Reviews

2012 Blackhawk Pro Talon 175

Flown 07/25/2012, Reviewed 09-10-2012

Paratoys has been known mostly for building affordable paramotors and wings since about 2003 and the Pro Series is their highest level line intended for more experienced pilots, especially those interested in acro or competition.

It is best suited for those who appreciate weight shift and prefer low hook-in points. It uses a Miniplane style attachment that raises the pivot point to just above the thrustline making it have less fore-aft tilt during power changes. It also improves thrust slightly with a low resistance (aerodynamic radial arms) cage.

I've flown this machine several times, including a filming session in California, then again at Beach Blast and lastly at the IL fly-in. Conditions ranged from moderately turbulent to fairly calm. Mostly I flew it under my Ozone Viper 18. Elevation ranged from just below sea level up to about 700' ASL. My weight was 135 pounds.

Thanks to Michael Mixer who let me try it out each time.

Weight: Weight was about 65 pounds as flown with about a half gallon of fuel.

Harness & Suspension: The harness is well suited to those who either compete or like to do acro. It comes with a reserve pouch that supports handles reachable from either side. It also has pulleys for a speedbar and a storage method for the speedbar.

Starting (-): Starting is a standard pull start through a pulley so the pilot starts the machine facing it.

Ground Handling & Kiting (-): It was very comfortable walking around and kiting. I had the ground handling straps cinched up fairly tight and had to loosen them once in flight.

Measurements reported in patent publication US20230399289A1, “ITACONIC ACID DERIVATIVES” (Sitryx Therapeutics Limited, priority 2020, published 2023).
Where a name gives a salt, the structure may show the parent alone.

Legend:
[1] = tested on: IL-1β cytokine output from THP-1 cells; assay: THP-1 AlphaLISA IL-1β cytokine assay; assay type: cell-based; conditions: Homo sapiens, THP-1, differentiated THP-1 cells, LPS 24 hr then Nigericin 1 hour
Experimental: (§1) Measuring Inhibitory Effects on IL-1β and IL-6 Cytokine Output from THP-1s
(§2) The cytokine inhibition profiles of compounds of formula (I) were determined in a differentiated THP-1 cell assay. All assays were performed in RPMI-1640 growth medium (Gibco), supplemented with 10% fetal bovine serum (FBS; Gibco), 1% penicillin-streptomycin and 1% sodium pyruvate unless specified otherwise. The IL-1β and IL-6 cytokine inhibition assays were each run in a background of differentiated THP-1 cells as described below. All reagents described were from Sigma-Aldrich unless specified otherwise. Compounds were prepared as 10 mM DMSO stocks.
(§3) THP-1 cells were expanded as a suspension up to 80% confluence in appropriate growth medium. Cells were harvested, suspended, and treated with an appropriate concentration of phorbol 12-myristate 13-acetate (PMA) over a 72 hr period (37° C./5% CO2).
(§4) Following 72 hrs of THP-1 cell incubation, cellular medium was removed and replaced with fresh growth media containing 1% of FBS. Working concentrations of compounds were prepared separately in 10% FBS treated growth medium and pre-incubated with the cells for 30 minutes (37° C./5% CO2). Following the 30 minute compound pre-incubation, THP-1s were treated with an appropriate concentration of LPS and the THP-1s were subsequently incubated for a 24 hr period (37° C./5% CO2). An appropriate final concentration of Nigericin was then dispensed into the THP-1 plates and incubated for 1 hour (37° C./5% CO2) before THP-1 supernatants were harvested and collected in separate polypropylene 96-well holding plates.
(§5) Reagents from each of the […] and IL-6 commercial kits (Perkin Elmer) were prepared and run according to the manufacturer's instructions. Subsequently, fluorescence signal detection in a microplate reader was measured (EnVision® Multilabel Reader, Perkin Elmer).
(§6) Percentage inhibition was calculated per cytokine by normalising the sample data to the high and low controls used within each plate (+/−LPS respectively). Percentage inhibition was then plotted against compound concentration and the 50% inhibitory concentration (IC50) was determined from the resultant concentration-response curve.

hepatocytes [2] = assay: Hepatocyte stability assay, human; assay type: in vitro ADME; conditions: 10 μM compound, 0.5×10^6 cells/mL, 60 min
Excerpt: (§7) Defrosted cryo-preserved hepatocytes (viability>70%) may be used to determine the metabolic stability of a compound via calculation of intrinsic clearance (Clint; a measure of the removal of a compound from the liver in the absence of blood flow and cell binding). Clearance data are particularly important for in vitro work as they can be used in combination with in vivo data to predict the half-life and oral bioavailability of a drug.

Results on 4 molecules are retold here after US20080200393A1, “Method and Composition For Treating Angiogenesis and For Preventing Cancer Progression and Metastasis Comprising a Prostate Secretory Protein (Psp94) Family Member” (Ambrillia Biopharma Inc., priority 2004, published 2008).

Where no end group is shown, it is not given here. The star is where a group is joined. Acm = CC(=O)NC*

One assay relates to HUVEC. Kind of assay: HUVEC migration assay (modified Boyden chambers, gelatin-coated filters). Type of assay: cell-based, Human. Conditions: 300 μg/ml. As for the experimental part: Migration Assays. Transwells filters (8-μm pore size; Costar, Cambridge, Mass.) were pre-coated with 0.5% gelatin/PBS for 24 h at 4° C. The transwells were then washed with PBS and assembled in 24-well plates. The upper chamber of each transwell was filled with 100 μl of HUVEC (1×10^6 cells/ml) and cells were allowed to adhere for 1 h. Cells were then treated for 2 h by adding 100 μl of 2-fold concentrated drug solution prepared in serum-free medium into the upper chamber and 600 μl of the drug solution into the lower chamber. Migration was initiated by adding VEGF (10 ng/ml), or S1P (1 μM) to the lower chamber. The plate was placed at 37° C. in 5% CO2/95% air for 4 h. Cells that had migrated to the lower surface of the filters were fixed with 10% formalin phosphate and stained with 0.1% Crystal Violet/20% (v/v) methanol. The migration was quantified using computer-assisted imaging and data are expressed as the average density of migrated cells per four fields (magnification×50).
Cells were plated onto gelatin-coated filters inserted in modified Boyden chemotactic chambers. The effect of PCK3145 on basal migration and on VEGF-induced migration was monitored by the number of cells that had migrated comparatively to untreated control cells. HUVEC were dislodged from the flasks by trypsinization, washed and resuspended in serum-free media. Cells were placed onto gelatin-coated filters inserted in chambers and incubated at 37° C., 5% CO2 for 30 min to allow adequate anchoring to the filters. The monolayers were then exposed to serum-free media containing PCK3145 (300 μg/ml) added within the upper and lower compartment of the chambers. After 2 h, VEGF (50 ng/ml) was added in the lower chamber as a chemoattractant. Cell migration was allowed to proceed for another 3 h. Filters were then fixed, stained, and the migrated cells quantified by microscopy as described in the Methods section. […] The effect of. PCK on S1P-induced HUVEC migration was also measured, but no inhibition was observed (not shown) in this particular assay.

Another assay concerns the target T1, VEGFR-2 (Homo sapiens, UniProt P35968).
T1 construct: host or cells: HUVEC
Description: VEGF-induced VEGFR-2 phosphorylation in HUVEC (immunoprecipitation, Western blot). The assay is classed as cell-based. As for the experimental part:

Launch (-): It was easy to launch with no unusual behavior or cage snags -- the lines can ride up nicely in calm forwards. Getting into the seat was easy after I dialed it in but did require putting one hand down push the seat into place. The first flight required two hands to get into the seat so I landed, snugged up the leg straps and it became much easier. Different pilots will have to experiment. I was able to do it without letting go of the brakes.

The motor was idling too high when I flew it -- very smooth but it would have been tough on a light wind reverse.

Climbout (-): Strong climb with noticeable but well controlled torque twist. Like all belt drive machines it wants to twist you left which pushes you left causing a right bank. It is very well balanced during thrust changes with minimal fore-aft tilt -- a major plus for low hook-in machines.

Flight (-): Very comfy in flight with several adjustments to suit different pilot sizes. As typical of the attachment style the wider riser positioning makes it a bit harder to handle something with both hands. There's a torque reduction strap that should be loosened for maneuvering. Overall the well padded harness was quite comfy in flight.

It had smooth and rapid throttle response, just below what I'd call "peaky" which I like. I can slow down peaky but can't do anything about sluggish. The throttle could be more comfortable, especially if you prefer holding the brakes with your two big fingers. I did like how the kill switch has a raised metal lip except where your thumb rests to reduce the chance of an accidental kill while still easily allowing an intentional one.